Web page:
Halloween is coming up and everyone is excited to pick out a costume, grab a bag and go get some delicious candy! SWEET!
There’s nothing wrong with making an exception once a year and go sugar crazy, right?
Well, the sugar in those treats can play some unwanted tricks on your teeth if you’re not careful.

As excited as you may be just thinking about all the Halloween candy, you know who gets even more excited? The bacteria in your mouth. When the bacteria eat the sugar and leftover food in your mouth, a weak acid is produced. That acid is what can contribute to cavities.

But don’t worry, we got your back and will let you know how to make the best of this Halloween and still keep a healthy smile.

First of all, don’t forget to brush twice a day and floss once a day all year long.

Here is a rundown of some common candies and their impact on your teeth:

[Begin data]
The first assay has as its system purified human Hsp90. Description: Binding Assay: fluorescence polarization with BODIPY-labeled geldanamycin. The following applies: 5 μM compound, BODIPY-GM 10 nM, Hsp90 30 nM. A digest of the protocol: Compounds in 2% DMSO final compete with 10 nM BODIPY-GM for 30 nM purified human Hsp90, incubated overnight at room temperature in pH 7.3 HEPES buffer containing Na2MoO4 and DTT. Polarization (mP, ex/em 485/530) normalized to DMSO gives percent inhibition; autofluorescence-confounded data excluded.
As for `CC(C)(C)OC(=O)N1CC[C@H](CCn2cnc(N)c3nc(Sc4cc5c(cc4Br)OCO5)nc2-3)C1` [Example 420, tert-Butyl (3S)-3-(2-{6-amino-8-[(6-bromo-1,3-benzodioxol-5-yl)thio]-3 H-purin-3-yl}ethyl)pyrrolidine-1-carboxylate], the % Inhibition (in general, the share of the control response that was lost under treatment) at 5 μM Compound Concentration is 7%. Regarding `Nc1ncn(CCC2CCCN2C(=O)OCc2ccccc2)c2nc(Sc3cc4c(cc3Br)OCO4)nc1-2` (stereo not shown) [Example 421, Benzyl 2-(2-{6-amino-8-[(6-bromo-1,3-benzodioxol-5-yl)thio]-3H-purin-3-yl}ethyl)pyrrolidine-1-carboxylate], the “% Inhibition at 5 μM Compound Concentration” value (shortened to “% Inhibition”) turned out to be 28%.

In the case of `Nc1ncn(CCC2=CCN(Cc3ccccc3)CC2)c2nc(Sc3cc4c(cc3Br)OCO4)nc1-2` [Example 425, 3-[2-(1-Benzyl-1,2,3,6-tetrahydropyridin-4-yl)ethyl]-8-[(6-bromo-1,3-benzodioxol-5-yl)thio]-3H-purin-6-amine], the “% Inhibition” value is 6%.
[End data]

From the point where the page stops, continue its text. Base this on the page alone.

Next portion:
Chocolate is probably your best bet, which is good because it’s also one of the most popular kinds of candy handed out on Halloween. Chocolate washes off your teeth easier than other types of candy. Keep in mind that if you choose dark chocolate over milk chocolate you’ll also be consuming a lot less sugar.

Sticky and Gummy Candies

Be picky if it’s sticky. These are some of the worst candies for your teeth. It’s harder to remove and may stay longer on your teeth, which gives that cavity-causing bacteria more time to work.

Hard Candy

Hard candies are also ones to watch on Halloween. They can break your teeth if you’re not careful. You also tend to keep these kinds of candies in your mouth for longer periods of time so the sugar is getting in your saliva and washing over your teeth.

Sour Candy

You might want to pass on things that make you pucker – especially if they are sticky and coated in sugar. Sour candy can be very acidic, which can weaken and damage the hard outer shell of your teeth, making your teeth more vulnerable to cavities.

Popcorn Balls

Have some floss handy if you’re enjoying one of these fall favorites. They are sticky, sugary and can be hard.”


Also keep in mind: when it comes to your teeth, the quantity of sugar you eat is less dangerous than the frequency. One big dessert will hurt your teeth less than snacking on candy throughout the day.
Maybe don’t eat all your treasure at once, save it and have it little by little and make Halloween last longer.


*Info source: American Dental Association – ADA